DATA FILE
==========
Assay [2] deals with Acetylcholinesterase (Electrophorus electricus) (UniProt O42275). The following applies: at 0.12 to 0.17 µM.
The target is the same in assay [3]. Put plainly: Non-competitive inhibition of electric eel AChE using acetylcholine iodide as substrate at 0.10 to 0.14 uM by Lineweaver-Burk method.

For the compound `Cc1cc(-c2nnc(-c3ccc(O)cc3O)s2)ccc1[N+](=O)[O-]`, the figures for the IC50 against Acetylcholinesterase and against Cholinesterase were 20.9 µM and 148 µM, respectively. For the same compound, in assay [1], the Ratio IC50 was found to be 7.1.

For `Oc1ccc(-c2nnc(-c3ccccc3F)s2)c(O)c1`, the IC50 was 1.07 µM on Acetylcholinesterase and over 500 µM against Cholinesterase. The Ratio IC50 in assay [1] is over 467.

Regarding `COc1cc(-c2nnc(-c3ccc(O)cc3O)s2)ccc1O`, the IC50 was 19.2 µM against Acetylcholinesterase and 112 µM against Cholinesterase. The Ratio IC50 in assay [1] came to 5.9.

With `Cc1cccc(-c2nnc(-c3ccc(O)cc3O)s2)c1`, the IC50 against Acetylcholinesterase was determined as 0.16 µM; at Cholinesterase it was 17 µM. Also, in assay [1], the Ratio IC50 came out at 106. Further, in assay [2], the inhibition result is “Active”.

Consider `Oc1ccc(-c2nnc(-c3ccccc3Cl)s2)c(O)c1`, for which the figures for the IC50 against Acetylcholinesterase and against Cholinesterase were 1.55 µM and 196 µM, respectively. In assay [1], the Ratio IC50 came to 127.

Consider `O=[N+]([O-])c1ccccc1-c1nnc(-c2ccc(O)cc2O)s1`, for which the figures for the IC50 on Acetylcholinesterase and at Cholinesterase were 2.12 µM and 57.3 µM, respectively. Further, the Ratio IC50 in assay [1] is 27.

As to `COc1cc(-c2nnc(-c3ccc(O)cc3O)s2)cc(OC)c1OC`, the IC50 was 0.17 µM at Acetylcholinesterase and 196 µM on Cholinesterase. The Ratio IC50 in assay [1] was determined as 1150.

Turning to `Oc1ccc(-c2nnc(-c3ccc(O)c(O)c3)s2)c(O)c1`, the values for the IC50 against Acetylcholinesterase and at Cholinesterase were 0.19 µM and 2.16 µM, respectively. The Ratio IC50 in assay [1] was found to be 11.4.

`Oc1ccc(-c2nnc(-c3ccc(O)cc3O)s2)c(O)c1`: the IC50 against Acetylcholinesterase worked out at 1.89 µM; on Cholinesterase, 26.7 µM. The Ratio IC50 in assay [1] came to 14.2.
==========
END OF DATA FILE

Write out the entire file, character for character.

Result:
Assay [2] deals with Acetylcholinesterase (Electrophorus electricus) (UniProt O42275). The following applies: at 0.12 to 0.17 µM.
The target is the same in assay [3]. Put plainly: Non-competitive inhibition of electric eel AChE using acetylcholine iodide as substrate at 0.10 to 0.14 uM by Lineweaver-Burk method.

For the compound `Cc1cc(-c2nnc(-c3ccc(O)cc3O)s2)ccc1[N+](=O)[O-]`, the figures for the IC50 against Acetylcholinesterase and against Cholinesterase were 20.9 µM and 148 µM, respectively. For the same compound, in assay [1], the Ratio IC50 was found to be 7.1.

For `Oc1ccc(-c2nnc(-c3ccccc3F)s2)c(O)c1`, the IC50 was 1.07 µM on Acetylcholinesterase and over 500 µM against Cholinesterase. The Ratio IC50 in assay [1] is over 467.

Regarding `COc1cc(-c2nnc(-c3ccc(O)cc3O)s2)ccc1O`, the IC50 was 19.2 µM against Acetylcholinesterase and 112 µM against Cholinesterase. The Ratio IC50 in assay [1] came to 5.9.

With `Cc1cccc(-c2nnc(-c3ccc(O)cc3O)s2)c1`, the IC50 against Acetylcholinesterase was determined as 0.16 µM; at Cholinesterase it was 17 µM. Also, in assay [1], the Ratio IC50 came out at 106. Further, in assay [2], the inhibition result is “Active”.

Consider `Oc1ccc(-c2nnc(-c3ccccc3Cl)s2)c(O)c1`, for which the figures for the IC50 against Acetylcholinesterase and against Cholinesterase were 1.55 µM and 196 µM, respectively. In assay [1], the Ratio IC50 came to 127.

Consider `O=[N+]([O-])c1ccccc1-c1nnc(-c2ccc(O)cc2O)s1`, for which the figures for the IC50 on Acetylcholinesterase and at Cholinesterase were 2.12 µM and 57.3 µM, respectively. Further, the Ratio IC50 in assay [1] is 27.

As to `COc1cc(-c2nnc(-c3ccc(O)cc3O)s2)cc(OC)c1OC`, the IC50 was 0.17 µM at Acetylcholinesterase and 196 µM on Cholinesterase. The Ratio IC50 in assay [1] was determined as 1150.

Turning to `Oc1ccc(-c2nnc(-c3ccc(O)c(O)c3)s2)c(O)c1`, the values for the IC50 against Acetylcholinesterase and at Cholinesterase were 0.19 µM and 2.16 µM, respectively. The Ratio IC50 in assay [1] was found to be 11.4.

`Oc1ccc(-c2nnc(-c3ccc(O)cc3O)s2)c(O)c1`: the IC50 against Acetylcholinesterase worked out at 1.89 µM; on Cholinesterase, 26.7 µM. The Ratio IC50 in assay [1] came to 14.2.